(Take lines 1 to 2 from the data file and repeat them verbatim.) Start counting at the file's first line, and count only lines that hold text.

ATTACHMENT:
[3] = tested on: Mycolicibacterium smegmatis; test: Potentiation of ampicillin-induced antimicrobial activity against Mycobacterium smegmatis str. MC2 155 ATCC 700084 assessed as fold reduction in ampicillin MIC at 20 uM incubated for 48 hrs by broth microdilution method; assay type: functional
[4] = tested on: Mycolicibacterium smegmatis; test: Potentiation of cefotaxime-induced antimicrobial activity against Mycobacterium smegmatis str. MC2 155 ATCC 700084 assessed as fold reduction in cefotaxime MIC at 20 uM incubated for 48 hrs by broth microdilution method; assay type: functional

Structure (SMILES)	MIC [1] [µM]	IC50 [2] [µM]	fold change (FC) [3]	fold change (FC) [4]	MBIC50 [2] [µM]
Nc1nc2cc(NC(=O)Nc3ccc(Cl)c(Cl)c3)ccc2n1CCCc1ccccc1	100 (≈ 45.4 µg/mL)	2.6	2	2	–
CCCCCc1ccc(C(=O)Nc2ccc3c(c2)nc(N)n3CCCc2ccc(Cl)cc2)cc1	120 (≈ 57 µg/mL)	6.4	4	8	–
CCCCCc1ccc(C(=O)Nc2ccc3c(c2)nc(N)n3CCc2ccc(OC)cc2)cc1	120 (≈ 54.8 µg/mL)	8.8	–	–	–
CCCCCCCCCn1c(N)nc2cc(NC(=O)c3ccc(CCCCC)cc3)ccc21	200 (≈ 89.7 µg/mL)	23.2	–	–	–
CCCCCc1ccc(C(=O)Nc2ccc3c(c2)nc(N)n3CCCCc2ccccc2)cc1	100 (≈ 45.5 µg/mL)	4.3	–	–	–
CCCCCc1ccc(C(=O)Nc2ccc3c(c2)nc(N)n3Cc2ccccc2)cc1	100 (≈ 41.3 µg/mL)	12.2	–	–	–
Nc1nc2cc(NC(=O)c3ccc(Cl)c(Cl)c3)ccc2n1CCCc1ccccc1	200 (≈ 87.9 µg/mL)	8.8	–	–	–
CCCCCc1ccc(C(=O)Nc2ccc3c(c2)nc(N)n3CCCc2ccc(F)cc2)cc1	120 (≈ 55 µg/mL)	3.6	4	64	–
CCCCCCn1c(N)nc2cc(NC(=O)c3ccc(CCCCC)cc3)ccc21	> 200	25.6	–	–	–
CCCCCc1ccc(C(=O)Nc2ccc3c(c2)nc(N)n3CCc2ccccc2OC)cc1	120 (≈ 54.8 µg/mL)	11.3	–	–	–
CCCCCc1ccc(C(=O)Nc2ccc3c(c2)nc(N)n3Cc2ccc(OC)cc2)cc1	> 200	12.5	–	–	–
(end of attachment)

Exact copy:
[3] = tested on: Mycolicibacterium smegmatis; test: Potentiation of ampicillin-induced antimicrobial activity against Mycobacterium smegmatis str. MC2 155 ATCC 700084 assessed as fold reduction in ampicillin MIC at 20 uM incubated for 48 hrs by broth microdilution method; assay type: functional
[4] = tested on: Mycolicibacterium smegmatis; test: Potentiation of cefotaxime-induced antimicrobial activity against Mycobacterium smegmatis str. MC2 155 ATCC 700084 assessed as fold reduction in cefotaxime MIC at 20 uM incubated for 48 hrs by broth microdilution method; assay type: functional